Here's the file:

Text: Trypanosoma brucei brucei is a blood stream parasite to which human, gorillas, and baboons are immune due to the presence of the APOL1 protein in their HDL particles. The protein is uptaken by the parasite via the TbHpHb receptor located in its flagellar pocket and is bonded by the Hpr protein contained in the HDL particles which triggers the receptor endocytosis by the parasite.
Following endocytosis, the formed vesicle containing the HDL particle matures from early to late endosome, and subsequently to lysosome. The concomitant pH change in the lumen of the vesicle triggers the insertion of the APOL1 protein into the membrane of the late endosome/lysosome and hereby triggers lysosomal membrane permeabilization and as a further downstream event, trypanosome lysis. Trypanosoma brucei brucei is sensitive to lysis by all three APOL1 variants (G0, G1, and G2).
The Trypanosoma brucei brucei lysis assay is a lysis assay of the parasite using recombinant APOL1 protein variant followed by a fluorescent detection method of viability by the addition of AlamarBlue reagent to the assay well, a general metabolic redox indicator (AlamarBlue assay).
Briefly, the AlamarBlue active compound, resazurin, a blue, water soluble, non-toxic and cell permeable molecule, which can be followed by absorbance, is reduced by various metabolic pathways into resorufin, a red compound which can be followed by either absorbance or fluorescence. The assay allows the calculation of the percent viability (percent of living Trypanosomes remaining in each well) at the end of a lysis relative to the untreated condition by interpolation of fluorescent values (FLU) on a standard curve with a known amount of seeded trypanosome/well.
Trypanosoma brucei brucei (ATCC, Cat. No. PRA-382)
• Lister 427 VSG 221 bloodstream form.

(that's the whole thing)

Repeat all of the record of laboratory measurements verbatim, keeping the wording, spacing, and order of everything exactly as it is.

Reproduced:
Text: Trypanosoma brucei brucei is a blood stream parasite to which human, gorillas, and baboons are immune due to the presence of the APOL1 protein in their HDL particles. The protein is uptaken by the parasite via the TbHpHb receptor located in its flagellar pocket and is bonded by the Hpr protein contained in the HDL particles which triggers the receptor endocytosis by the parasite.
Following endocytosis, the formed vesicle containing the HDL particle matures from early to late endosome, and subsequently to lysosome. The concomitant pH change in the lumen of the vesicle triggers the insertion of the APOL1 protein into the membrane of the late endosome/lysosome and hereby triggers lysosomal membrane permeabilization and as a further downstream event, trypanosome lysis. Trypanosoma brucei brucei is sensitive to lysis by all three APOL1 variants (G0, G1, and G2).
The Trypanosoma brucei brucei lysis assay is a lysis assay of the parasite using recombinant APOL1 protein variant followed by a fluorescent detection method of viability by the addition of AlamarBlue reagent to the assay well, a general metabolic redox indicator (AlamarBlue assay).
Briefly, the AlamarBlue active compound, resazurin, a blue, water soluble, non-toxic and cell permeable molecule, which can be followed by absorbance, is reduced by various metabolic pathways into resorufin, a red compound which can be followed by either absorbance or fluorescence. The assay allows the calculation of the percent viability (percent of living Trypanosomes remaining in each well) at the end of a lysis relative to the untreated condition by interpolation of fluorescent values (FLU) on a standard curve with a known amount of seeded trypanosome/well.
Trypanosoma brucei brucei (ATCC, Cat. No. PRA-382)
• Lister 427 VSG 221 bloodstream form.